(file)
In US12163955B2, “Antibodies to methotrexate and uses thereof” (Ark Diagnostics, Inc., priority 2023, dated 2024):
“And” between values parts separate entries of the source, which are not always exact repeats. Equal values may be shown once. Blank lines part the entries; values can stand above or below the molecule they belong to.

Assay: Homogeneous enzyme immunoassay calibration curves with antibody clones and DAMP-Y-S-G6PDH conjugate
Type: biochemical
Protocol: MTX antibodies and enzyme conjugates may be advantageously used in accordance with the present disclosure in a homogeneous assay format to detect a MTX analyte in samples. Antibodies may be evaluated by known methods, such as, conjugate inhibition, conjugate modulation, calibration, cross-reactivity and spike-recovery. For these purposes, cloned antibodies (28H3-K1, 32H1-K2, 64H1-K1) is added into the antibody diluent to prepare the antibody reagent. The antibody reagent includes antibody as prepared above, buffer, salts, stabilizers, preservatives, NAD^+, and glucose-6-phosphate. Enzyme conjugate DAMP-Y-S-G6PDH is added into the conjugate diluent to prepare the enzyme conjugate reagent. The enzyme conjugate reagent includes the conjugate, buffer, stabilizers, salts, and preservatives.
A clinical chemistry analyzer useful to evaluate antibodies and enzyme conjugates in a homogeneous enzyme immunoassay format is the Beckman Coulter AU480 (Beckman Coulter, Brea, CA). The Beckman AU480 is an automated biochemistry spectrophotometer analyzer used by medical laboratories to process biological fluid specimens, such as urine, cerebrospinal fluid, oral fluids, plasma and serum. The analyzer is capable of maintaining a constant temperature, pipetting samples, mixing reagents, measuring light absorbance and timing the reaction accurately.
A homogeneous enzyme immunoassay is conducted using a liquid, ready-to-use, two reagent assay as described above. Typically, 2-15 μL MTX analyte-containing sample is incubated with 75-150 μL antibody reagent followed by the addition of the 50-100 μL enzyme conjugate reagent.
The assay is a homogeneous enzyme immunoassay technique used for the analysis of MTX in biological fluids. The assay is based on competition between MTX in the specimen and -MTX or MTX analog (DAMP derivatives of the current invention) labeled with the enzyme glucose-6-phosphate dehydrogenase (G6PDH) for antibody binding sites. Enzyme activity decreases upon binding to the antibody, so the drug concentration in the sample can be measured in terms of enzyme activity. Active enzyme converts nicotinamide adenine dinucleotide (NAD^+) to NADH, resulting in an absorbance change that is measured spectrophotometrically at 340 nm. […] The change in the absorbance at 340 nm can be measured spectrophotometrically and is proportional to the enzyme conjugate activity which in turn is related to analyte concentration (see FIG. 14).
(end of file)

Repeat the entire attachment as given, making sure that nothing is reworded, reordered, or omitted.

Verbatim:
In US12163955B2, “Antibodies to methotrexate and uses thereof” (Ark Diagnostics, Inc., priority 2023, dated 2024):
“And” between values parts separate entries of the source, which are not always exact repeats. Equal values may be shown once. Blank lines part the entries; values can stand above or below the molecule they belong to.

Assay: Homogeneous enzyme immunoassay calibration curves with antibody clones and DAMP-Y-S-G6PDH conjugate
Type: biochemical
Protocol: MTX antibodies and enzyme conjugates may be advantageously used in accordance with the present disclosure in a homogeneous assay format to detect a MTX analyte in samples. Antibodies may be evaluated by known methods, such as, conjugate inhibition, conjugate modulation, calibration, cross-reactivity and spike-recovery. For these purposes, cloned antibodies (28H3-K1, 32H1-K2, 64H1-K1) is added into the antibody diluent to prepare the antibody reagent. The antibody reagent includes antibody as prepared above, buffer, salts, stabilizers, preservatives, NAD^+, and glucose-6-phosphate. Enzyme conjugate DAMP-Y-S-G6PDH is added into the conjugate diluent to prepare the enzyme conjugate reagent. The enzyme conjugate reagent includes the conjugate, buffer, stabilizers, salts, and preservatives.
A clinical chemistry analyzer useful to evaluate antibodies and enzyme conjugates in a homogeneous enzyme immunoassay format is the Beckman Coulter AU480 (Beckman Coulter, Brea, CA). The Beckman AU480 is an automated biochemistry spectrophotometer analyzer used by medical laboratories to process biological fluid specimens, such as urine, cerebrospinal fluid, oral fluids, plasma and serum. The analyzer is capable of maintaining a constant temperature, pipetting samples, mixing reagents, measuring light absorbance and timing the reaction accurately.
A homogeneous enzyme immunoassay is conducted using a liquid, ready-to-use, two reagent assay as described above. Typically, 2-15 μL MTX analyte-containing sample is incubated with 75-150 μL antibody reagent followed by the addition of the 50-100 μL enzyme conjugate reagent.
The assay is a homogeneous enzyme immunoassay technique used for the analysis of MTX in biological fluids. The assay is based on competition between MTX in the specimen and -MTX or MTX analog (DAMP derivatives of the current invention) labeled with the enzyme glucose-6-phosphate dehydrogenase (G6PDH) for antibody binding sites. Enzyme activity decreases upon binding to the antibody, so the drug concentration in the sample can be measured in terms of enzyme activity. Active enzyme converts nicotinamide adenine dinucleotide (NAD^+) to NADH, resulting in an absorbance change that is measured spectrophotometrically at 340 nm. […] The change in the absorbance at 340 nm can be measured spectrophotometrically and is proportional to the enzyme conjugate activity which in turn is related to analyte concentration (see FIG. 14).